Being passed by the Mikron Theatre at the Rising Sun lock in Berkhamsted

We carried on through, not stopping for breaks, and eating sandwiches as we worked.

Two locks from home a couple of lads on mountain bikes sped past on the towpath. With a screech of brakes the second one slewed the bike around to face me. "Hello, Miss! I didn't know that you lived on a barge," he grinned cheerfully.

"I don't, I just go out on in the school holidays." (I didn't feel that it was time to explain that it isn't a barge.) We continued for a while having a pleasant exchange, and talking about what he was doing the following Activities Week at school, until he decided that he had to catch up his companion. As we left the lock Alan said that my pupil seemed quite pleased to see me - I agreed, but have to admit to being somewhat puzzled, since this year I've had several major run-ins with this boy. All kids are different outside of school, I suppose.

Arriving at Cowroast - a perfect evening.

Although this has been hard work, and we didn't have time to stop and really appreciate the places that we went through this has been one of the best breaks that we have had in ages. We've had a really great time, and I can't wait for the next opportunity to get away.

Miles: 9.5, Locks:24
Total Distance: 155.7, Total Locks: 150

Wednesday, 3 June 2009

Uxbridge to Kings Langley

28th May
A bright sunny day again - we were really lucky with the weather most of the time.
On the whole this was a day with no problems, no major events.
We stopped for milk and other essential supplies at Tesco's in Batchworth. We took it in turns steering and working locks - and some of the time we had the battered old bike, "Margaret", off to lock-wheel.

I do wonder if BW is going to do anything about the attrocious state of Iron Bridge Lock in Cassiobury Park - it leaks so badly that it is virtually impossible to open the top gates. Ditto the gate paddle on the upper one of the Cassiobury pair - it's been out of action for at least four years.

We caught up with a boat moving north when we got to Hunton Bridge and worked through several locks with them, although they seemed to have fuel problems, and were moving very slowly. They were aiming to get to the M25 to do some boat painting under the road bridge.

We got as far as lock 69A, and then spent ages debating where we were going to moor up. I won, and we moored soon after the lock. We ate dinner sat on the roof, then Alan decided that he was finally going to emulate the boaters on the Thames, and sit on the roof drinking in the evening sun. Alan looking happy and relaxed.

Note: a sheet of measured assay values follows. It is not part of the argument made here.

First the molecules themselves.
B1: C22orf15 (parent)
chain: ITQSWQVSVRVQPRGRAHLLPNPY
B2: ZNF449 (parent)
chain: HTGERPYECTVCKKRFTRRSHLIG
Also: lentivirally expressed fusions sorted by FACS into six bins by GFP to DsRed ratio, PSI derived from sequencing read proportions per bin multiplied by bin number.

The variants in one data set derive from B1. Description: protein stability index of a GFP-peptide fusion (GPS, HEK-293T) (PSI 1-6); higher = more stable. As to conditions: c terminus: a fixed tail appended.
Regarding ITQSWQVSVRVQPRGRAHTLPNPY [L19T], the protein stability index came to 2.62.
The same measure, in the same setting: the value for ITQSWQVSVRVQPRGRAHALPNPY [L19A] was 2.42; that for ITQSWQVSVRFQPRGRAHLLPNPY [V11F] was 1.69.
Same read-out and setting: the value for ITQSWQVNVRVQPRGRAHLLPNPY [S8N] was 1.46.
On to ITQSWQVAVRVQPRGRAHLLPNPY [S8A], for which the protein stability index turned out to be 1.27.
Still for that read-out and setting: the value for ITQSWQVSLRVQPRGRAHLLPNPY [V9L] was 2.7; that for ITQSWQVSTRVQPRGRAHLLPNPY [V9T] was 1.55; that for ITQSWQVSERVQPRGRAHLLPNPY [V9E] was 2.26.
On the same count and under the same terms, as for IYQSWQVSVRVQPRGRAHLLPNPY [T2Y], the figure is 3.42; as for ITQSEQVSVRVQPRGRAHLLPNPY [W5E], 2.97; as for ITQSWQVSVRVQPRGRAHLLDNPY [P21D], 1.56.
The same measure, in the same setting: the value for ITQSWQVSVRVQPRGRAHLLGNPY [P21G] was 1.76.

I have to admit that I thought he was being a prat, so asked a couple of passing young women how stupid he looked on a scale of 1-10. This backfired seriously on me, as they said he didn't look silly, but looked happy and relaxed.

The sun went down in a completely clear sky, and the lights slowly came on in the back gardens across the canal. Kings Langley looked gorgeous.

Miles: 14.8, Locks
Total Distance: 146.2, Total Locks: 126

Tuesday, 2 June 2009

Victoria Park to Uxbridge

27th May
After our efforts the previous day we were a bit slow to get started, especially as it was raining heavily again. So, a hearty breakfast of porridge, and off into the rain. The lock sides seemed particularly slippery, so we worked slowly and steadily. Coming through Camden was in complete contrast to the huge crowds of the bank holiday Monday.

By the time that we had got to Sainsbury's at Kensal Green the rain had abated, and I went to get supplies. It's huge, and I don't really like supermarkets that I don't know, I can never find what I'm looking for.

After Hampstead Road Lock (Camden Lock), there are no more locks until Cowley, a distance of some 19 and a half miles.

Boat Andrina - two boats bolted together

When there are no locks I often end up doing the steering, but this time we took it in turns, sometimes with the other one sitting on the roof so that we could talk. At one point there was a green woodpecker grubbing in the towpath, as we approached it flew on, its yellow rump flashing as it took off. It settled, then seeing us approaching again it flew on another 50 or so yards. This happened several times until it finally realised that it could end up going a long way if it kept to those tactics, and it circled off to the right.

We eventually got to Uxbridge, and I was completely exhausted after the previous day, so we moored outside the General Elliott, and let them do the cooking for us.

Locks: 8 , Distance: 25.6 miles
Total Locks: 106 , Total Distance: 131.4 miles

Monday, 1 June 2009

Dobb's Weir to Victoria Park

26th May 2009
Heavy rain when we woke up, but it eased as the day progressed. We had consulted Canal Plan AC and decided to try to make Victoria Park that evening.

At Pickett's Lock we were surprised to see this load of long scaffolding planks being moved. One of the men explained that they were moving them from below the lock - where they were delivered - to one of the electricity pylons further upstream. Scaffolding is being built so that the insulators can be replaced. Between them the men had been provided with only one windlass, which needed to be thrown back and forwards across the very wide lock - we were expecting it to end up at the bottom. I loved their ex-military boat that they were using to push the cargo along.

We decided that we needed water and to empty the toilet cassette, so went to pull in at the services above Stonebridge Lock. Alan steered in slowly, and I jumped off the front with a rope, which was fortunate, as he suddenly found that the prop was fouled with spirogyra, which was floating in huge mats. He shouted to me, and between us we managed to stop the boat cannoning into the back of the boat that was at the water point. The owner of that boat told us that there was no point in trying to use the elsan point, as it was blocked (as it was the previous time we were there), and that the rubbish disposal was disgusting. While we were filling with water Alan spent a lot of time trying to remove the spirogyra from the prop with a boat hook. While it looks like green hair, it is very tough, and took a lot of removing.